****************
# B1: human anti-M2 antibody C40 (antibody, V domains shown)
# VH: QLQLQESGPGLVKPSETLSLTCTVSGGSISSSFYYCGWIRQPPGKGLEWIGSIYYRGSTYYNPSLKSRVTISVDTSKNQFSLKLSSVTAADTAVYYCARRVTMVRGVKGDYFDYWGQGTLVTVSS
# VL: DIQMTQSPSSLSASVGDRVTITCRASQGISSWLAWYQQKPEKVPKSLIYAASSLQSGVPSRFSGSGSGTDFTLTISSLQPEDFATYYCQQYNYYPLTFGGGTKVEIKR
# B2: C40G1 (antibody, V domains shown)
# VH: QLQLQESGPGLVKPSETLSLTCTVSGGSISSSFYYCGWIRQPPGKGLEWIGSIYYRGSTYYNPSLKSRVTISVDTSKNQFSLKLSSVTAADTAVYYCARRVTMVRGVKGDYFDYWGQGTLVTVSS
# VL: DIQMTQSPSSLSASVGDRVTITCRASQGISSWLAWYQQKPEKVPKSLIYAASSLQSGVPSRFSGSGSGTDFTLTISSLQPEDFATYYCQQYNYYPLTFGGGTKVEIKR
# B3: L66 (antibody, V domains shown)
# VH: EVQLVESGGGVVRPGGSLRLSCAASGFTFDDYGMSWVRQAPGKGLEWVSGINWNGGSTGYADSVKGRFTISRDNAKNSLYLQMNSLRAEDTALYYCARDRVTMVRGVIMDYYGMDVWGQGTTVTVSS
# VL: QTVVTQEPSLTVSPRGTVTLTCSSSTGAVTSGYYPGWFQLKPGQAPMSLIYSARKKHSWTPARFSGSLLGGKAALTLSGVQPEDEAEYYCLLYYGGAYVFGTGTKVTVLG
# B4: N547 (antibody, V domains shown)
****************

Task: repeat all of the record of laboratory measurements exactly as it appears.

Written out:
# B1: human anti-M2 antibody C40 (antibody, V domains shown)
# VH: QLQLQESGPGLVKPSETLSLTCTVSGGSISSSFYYCGWIRQPPGKGLEWIGSIYYRGSTYYNPSLKSRVTISVDTSKNQFSLKLSSVTAADTAVYYCARRVTMVRGVKGDYFDYWGQGTLVTVSS
# VL: DIQMTQSPSSLSASVGDRVTITCRASQGISSWLAWYQQKPEKVPKSLIYAASSLQSGVPSRFSGSGSGTDFTLTISSLQPEDFATYYCQQYNYYPLTFGGGTKVEIKR
# B2: C40G1 (antibody, V domains shown)
# VH: QLQLQESGPGLVKPSETLSLTCTVSGGSISSSFYYCGWIRQPPGKGLEWIGSIYYRGSTYYNPSLKSRVTISVDTSKNQFSLKLSSVTAADTAVYYCARRVTMVRGVKGDYFDYWGQGTLVTVSS
# VL: DIQMTQSPSSLSASVGDRVTITCRASQGISSWLAWYQQKPEKVPKSLIYAASSLQSGVPSRFSGSGSGTDFTLTISSLQPEDFATYYCQQYNYYPLTFGGGTKVEIKR
# B3: L66 (antibody, V domains shown)
# VH: EVQLVESGGGVVRPGGSLRLSCAASGFTFDDYGMSWVRQAPGKGLEWVSGINWNGGSTGYADSVKGRFTISRDNAKNSLYLQMNSLRAEDTALYYCARDRVTMVRGVIMDYYGMDVWGQGTTVTVSS
# VL: QTVVTQEPSLTVSPRGTVTLTCSSSTGAVTSGYYPGWFQLKPGQAPMSLIYSARKKHSWTPARFSGSLLGGKAALTLSGVQPEDEAEYYCLLYYGGAYVFGTGTKVTVLG
# B4: N547 (antibody, V domains shown)